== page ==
There's also more incentive for us to become more efficient consumers. In the developed nations, that means taking public transport and maybe walking or cycling more often. That's one thing. But in many developing nations, where fuel prices are heavily subsidised, higher oil prices make it more and more painful for those governments to maintain these bonuses. Already, China and others are having to allow petrol prices to rise. That's going to be painful, but in the long run it does two things.

It makes consumers in emerging markets more fuel-efficient; and it teaches their governments the folly of price controls.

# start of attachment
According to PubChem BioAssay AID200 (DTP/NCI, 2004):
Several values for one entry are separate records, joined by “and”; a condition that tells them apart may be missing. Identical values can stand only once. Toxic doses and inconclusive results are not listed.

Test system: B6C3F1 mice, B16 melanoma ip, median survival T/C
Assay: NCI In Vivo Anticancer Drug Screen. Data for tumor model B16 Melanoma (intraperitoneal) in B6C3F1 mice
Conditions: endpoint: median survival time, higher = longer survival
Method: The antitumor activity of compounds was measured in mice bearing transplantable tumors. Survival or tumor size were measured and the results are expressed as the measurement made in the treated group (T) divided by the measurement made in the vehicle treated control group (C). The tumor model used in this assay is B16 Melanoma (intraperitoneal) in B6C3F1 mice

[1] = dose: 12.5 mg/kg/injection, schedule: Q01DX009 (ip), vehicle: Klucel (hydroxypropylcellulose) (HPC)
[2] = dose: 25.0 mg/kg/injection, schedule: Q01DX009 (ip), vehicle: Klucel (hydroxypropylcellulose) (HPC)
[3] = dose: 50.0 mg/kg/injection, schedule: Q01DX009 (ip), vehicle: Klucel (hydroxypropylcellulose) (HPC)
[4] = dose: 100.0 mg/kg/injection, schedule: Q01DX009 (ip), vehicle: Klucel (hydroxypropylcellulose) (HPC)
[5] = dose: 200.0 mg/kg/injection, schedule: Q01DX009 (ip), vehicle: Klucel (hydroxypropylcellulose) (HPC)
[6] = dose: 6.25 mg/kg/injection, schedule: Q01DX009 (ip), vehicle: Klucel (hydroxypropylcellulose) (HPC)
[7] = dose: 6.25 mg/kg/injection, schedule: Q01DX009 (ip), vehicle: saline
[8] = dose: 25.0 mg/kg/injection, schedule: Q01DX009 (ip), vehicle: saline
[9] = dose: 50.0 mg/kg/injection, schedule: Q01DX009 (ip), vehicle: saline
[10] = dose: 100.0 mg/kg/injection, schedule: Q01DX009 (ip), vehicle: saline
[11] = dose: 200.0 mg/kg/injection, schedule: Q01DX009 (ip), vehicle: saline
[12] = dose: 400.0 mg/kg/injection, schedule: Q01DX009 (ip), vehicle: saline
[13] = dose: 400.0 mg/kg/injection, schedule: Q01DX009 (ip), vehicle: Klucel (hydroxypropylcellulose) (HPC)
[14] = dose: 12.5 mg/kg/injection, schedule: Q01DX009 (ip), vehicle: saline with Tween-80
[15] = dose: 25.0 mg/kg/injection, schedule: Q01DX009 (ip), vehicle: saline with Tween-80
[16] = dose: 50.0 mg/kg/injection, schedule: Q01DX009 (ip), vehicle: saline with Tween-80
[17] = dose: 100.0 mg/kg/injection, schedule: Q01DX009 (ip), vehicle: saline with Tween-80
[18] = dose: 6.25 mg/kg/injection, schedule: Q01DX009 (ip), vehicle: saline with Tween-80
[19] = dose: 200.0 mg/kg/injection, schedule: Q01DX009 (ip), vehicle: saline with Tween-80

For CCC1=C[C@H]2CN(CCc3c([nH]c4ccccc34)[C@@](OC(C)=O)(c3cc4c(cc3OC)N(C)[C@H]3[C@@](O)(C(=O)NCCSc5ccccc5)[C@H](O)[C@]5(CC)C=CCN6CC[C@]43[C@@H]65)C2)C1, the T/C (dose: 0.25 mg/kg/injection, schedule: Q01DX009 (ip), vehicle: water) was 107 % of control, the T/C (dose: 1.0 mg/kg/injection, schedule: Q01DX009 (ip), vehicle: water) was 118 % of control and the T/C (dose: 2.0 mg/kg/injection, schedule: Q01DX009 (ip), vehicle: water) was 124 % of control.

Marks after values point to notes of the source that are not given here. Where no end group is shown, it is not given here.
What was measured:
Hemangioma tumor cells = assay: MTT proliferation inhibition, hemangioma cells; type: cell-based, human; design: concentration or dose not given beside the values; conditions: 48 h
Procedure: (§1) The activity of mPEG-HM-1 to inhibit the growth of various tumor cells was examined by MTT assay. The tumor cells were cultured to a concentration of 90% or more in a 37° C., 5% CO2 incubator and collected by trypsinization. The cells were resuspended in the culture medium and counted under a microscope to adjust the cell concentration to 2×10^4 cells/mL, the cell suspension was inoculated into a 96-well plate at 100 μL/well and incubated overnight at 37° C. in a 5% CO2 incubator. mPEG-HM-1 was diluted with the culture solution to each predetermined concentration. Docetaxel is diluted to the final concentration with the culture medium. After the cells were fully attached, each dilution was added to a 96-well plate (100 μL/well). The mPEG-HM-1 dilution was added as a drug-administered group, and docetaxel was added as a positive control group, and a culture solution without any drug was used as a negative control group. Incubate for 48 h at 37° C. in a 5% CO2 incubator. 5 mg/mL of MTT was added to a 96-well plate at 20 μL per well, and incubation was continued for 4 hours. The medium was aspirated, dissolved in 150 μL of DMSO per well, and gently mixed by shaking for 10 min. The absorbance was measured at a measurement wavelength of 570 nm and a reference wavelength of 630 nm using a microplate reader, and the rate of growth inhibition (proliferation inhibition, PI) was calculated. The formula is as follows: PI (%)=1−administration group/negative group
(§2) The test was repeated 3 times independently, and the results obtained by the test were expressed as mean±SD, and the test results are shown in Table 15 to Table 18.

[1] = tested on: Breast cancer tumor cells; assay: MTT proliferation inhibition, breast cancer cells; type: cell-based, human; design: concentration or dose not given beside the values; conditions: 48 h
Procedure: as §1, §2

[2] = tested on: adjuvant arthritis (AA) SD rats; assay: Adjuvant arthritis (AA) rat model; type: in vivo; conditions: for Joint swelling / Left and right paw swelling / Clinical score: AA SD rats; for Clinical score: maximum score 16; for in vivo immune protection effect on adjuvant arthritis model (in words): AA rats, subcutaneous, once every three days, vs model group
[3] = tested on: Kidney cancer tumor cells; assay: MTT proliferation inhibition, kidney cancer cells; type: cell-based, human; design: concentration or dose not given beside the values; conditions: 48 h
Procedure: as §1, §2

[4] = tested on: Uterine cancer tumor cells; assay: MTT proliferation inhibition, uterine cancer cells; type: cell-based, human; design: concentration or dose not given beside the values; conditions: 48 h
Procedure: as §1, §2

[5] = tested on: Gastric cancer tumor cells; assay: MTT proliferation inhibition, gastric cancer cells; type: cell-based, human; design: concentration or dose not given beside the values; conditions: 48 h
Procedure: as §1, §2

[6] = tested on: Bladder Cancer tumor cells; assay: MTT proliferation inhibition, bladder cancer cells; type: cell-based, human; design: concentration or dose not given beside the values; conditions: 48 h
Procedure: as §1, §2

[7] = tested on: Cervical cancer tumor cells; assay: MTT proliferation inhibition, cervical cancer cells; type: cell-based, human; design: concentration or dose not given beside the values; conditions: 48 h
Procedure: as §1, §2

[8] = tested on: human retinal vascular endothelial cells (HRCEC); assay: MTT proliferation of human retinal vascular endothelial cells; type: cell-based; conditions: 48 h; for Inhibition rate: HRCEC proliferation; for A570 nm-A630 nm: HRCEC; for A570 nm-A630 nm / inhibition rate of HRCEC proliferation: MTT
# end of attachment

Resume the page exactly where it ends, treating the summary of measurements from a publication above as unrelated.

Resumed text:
All of this a focus on new discoveries, the hunt for substitutes, increased efficiency on the behalf of consumers and governments will eventually mean lower energy prices.

So if the oil price has run ahead of itself, effectively because investors and producers and consumers are all pricing it for a future shortage, then that's a good thing. Because better to have to do all of this now, while we've still got petrol in our pumps, than have to do it once we've run out.

But when will the oil price come down? That's a difficult question. I'm a believer in the argument that we've run out of cheap oil (certainly for now). The fact that there's large and ongoing demand from emerging markets is also tough to argue with. So when I say that the price has run ahead of itself, I don't mean we're going to see $40 a barrel again any time soon.